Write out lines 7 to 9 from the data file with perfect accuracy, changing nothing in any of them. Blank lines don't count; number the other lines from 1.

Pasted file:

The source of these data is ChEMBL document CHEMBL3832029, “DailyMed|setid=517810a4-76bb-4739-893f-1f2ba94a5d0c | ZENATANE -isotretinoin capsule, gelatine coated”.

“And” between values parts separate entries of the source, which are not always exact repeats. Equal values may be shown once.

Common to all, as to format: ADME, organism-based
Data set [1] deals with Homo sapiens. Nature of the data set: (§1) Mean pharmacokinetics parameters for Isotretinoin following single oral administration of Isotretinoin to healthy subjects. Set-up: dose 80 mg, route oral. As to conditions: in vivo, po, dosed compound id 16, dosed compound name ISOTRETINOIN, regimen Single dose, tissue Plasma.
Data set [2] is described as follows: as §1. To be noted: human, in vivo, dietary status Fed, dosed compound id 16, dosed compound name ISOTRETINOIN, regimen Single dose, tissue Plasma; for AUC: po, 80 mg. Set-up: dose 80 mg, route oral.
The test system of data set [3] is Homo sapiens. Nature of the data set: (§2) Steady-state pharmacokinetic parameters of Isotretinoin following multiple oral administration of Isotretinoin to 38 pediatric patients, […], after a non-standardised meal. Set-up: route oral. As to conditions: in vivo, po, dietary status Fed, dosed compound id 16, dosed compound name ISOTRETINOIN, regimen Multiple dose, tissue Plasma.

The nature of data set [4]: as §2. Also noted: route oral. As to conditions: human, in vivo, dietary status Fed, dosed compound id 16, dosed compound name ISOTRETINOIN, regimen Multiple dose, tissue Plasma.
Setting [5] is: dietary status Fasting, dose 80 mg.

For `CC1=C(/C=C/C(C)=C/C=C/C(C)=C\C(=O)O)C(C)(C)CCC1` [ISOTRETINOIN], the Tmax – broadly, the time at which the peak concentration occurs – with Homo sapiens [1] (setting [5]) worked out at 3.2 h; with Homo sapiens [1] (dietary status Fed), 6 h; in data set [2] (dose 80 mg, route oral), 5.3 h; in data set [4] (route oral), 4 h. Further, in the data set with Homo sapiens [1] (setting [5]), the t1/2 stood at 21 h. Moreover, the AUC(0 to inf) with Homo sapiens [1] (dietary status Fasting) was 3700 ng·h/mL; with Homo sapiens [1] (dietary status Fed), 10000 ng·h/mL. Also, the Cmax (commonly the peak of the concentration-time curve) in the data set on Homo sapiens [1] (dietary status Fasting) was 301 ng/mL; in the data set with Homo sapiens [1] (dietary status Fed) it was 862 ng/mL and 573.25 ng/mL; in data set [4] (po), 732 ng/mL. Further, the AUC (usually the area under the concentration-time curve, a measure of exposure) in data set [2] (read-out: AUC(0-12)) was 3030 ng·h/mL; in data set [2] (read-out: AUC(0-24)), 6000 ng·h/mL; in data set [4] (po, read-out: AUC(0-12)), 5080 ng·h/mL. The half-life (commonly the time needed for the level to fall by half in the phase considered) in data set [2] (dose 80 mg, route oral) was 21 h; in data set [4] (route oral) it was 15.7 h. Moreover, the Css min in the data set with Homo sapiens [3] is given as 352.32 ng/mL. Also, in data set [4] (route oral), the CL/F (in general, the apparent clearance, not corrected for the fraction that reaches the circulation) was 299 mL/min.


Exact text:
The nature of data set [4]: as §2. Also noted: route oral. As to conditions: human, in vivo, dietary status Fed, dosed compound id 16, dosed compound name ISOTRETINOIN, regimen Multiple dose, tissue Plasma.
Setting [5] is: dietary status Fasting, dose 80 mg.

For `CC1=C(/C=C/C(C)=C/C=C/C(C)=C\C(=O)O)C(C)(C)CCC1` [ISOTRETINOIN], the Tmax – broadly, the time at which the peak concentration occurs – with Homo sapiens [1] (setting [5]) worked out at 3.2 h; with Homo sapiens [1] (dietary status Fed), 6 h; in data set [2] (dose 80 mg, route oral), 5.3 h; in data set [4] (route oral), 4 h. Further, in the data set with Homo sapiens [1] (setting [5]), the t1/2 stood at 21 h. Moreover, the AUC(0 to inf) with Homo sapiens [1] (dietary status Fasting) was 3700 ng·h/mL; with Homo sapiens [1] (dietary status Fed), 10000 ng·h/mL. Also, the Cmax (commonly the peak of the concentration-time curve) in the data set on Homo sapiens [1] (dietary status Fasting) was 301 ng/mL; in the data set with Homo sapiens [1] (dietary status Fed) it was 862 ng/mL and 573.25 ng/mL; in data set [4] (po), 732 ng/mL. Further, the AUC (usually the area under the concentration-time curve, a measure of exposure) in data set [2] (read-out: AUC(0-12)) was 3030 ng·h/mL; in data set [2] (read-out: AUC(0-24)), 6000 ng·h/mL; in data set [4] (po, read-out: AUC(0-12)), 5080 ng·h/mL. The half-life (commonly the time needed for the level to fall by half in the phase considered) in data set [2] (dose 80 mg, route oral) was 21 h; in data set [4] (route oral) it was 15.7 h. Moreover, the Css min in the data set with Homo sapiens [3] is given as 352.32 ng/mL. Also, in data set [4] (route oral), the CL/F (in general, the apparent clearance, not corrected for the fraction that reaches the circulation) was 299 mL/min.